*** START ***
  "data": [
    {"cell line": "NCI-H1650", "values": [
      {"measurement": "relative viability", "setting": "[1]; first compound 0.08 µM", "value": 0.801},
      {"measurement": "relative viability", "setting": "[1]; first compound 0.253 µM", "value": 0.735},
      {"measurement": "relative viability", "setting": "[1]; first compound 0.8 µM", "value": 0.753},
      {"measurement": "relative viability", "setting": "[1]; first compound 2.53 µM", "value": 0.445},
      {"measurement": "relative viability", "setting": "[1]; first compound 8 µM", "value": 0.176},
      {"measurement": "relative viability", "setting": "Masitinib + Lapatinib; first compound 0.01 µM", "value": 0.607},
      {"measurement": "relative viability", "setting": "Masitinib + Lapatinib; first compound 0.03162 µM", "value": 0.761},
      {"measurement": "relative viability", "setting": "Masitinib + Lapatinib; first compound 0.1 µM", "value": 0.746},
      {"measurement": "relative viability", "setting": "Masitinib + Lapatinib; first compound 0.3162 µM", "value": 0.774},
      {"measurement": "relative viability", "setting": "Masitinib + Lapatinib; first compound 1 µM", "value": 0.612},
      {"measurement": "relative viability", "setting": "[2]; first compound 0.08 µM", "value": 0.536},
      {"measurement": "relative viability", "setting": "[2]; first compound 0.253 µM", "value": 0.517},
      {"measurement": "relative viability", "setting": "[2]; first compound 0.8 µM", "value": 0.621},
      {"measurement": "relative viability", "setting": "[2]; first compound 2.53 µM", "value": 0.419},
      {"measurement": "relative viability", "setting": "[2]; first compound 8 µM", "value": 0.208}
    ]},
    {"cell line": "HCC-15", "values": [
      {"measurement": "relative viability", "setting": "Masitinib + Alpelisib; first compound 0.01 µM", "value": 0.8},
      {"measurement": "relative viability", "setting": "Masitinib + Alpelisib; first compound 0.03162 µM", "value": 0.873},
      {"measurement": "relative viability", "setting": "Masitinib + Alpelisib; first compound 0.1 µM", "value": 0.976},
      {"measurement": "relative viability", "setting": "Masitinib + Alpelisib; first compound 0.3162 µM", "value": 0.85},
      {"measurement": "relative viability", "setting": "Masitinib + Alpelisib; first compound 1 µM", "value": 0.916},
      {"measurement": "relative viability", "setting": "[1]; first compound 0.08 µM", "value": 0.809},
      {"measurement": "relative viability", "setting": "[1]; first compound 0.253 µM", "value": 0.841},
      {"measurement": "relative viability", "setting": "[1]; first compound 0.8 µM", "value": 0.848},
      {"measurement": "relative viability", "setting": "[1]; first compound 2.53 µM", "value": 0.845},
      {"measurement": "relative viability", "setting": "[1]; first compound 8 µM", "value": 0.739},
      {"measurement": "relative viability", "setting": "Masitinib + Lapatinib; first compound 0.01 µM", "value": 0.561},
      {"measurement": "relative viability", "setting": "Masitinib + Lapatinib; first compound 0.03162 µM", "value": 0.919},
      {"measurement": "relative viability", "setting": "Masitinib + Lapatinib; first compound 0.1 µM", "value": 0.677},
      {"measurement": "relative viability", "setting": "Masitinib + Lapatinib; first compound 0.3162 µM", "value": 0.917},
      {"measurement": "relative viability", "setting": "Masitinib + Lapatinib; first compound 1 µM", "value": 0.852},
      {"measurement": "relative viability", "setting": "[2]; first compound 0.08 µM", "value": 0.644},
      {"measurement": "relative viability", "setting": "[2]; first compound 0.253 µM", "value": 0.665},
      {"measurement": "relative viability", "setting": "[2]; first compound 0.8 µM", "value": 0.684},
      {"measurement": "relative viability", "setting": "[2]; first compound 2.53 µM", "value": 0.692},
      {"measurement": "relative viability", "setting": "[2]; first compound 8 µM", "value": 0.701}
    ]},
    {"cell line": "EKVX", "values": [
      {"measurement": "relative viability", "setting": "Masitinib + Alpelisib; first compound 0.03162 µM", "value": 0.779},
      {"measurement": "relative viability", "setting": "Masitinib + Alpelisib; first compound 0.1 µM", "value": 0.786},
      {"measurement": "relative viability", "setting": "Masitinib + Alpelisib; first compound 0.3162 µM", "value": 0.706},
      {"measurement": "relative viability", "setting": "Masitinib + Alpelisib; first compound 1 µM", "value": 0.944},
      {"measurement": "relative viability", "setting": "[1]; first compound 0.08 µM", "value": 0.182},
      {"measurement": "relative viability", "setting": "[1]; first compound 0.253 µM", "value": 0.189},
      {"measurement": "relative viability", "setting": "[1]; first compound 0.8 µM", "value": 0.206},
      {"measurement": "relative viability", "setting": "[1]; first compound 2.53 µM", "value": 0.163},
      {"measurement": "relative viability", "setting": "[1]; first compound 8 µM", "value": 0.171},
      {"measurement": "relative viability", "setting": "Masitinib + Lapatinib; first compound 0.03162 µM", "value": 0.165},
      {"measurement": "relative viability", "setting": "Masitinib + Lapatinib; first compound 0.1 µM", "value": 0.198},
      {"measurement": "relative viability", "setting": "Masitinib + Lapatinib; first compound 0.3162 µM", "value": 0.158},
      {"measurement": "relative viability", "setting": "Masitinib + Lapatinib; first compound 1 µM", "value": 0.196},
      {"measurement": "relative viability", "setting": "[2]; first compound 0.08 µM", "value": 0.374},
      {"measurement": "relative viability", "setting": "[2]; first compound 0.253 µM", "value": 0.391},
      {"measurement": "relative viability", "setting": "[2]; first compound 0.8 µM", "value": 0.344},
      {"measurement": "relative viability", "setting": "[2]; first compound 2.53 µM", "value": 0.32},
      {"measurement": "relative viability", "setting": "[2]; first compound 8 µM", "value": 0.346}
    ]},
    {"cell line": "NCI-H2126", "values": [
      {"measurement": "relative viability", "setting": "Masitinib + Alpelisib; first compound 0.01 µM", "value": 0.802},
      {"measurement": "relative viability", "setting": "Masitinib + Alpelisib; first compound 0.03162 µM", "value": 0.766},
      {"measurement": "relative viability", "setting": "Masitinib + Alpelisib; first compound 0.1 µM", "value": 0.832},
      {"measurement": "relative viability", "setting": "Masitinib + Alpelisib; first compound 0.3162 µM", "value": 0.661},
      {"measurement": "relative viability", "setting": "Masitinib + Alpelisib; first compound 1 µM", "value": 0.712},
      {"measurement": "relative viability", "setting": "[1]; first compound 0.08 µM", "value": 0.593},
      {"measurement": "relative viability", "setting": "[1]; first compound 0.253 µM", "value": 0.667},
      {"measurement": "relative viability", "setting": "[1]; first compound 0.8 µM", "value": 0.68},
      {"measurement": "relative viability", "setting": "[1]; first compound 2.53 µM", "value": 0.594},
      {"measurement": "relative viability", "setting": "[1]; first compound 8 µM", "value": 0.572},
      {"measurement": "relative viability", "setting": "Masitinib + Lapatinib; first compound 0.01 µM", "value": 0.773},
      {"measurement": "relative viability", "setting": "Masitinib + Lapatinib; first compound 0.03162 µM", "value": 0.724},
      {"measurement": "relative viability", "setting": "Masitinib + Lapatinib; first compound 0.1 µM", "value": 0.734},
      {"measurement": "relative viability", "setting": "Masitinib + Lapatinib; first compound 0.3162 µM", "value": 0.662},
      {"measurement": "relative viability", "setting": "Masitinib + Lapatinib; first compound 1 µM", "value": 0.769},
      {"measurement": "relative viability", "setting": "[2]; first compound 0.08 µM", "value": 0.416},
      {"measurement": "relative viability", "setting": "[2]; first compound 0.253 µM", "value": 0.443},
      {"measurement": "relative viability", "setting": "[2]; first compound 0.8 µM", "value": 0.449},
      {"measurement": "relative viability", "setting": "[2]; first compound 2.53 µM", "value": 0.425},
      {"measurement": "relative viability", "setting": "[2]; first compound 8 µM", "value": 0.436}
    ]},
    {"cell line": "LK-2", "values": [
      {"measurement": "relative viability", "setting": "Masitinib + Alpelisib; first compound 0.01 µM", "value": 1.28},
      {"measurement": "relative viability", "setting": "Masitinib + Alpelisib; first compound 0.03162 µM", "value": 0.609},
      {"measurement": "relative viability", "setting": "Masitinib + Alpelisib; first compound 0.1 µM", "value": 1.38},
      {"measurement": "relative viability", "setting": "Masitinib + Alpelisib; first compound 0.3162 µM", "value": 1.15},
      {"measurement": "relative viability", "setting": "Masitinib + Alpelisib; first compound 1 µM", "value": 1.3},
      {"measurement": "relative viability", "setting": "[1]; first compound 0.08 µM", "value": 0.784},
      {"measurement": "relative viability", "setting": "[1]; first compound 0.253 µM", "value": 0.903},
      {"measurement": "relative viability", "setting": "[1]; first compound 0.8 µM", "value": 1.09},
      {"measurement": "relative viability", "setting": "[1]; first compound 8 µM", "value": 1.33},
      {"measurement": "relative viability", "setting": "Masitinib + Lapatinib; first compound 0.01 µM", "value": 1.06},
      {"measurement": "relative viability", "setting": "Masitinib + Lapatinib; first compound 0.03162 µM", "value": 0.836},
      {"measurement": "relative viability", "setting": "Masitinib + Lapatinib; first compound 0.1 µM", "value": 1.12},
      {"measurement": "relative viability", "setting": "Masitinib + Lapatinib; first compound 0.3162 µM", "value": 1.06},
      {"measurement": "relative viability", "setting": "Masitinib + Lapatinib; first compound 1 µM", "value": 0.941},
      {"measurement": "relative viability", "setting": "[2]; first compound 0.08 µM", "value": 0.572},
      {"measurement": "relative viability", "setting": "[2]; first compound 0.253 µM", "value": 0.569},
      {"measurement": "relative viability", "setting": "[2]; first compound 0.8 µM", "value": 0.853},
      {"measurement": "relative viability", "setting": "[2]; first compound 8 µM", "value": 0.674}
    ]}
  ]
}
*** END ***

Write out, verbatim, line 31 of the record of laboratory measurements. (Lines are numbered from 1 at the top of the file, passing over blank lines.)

      {"measurement": "relative viability", "setting": "Masitinib + Lapatinib; first compound 0.03162 µM", "value": 0.919},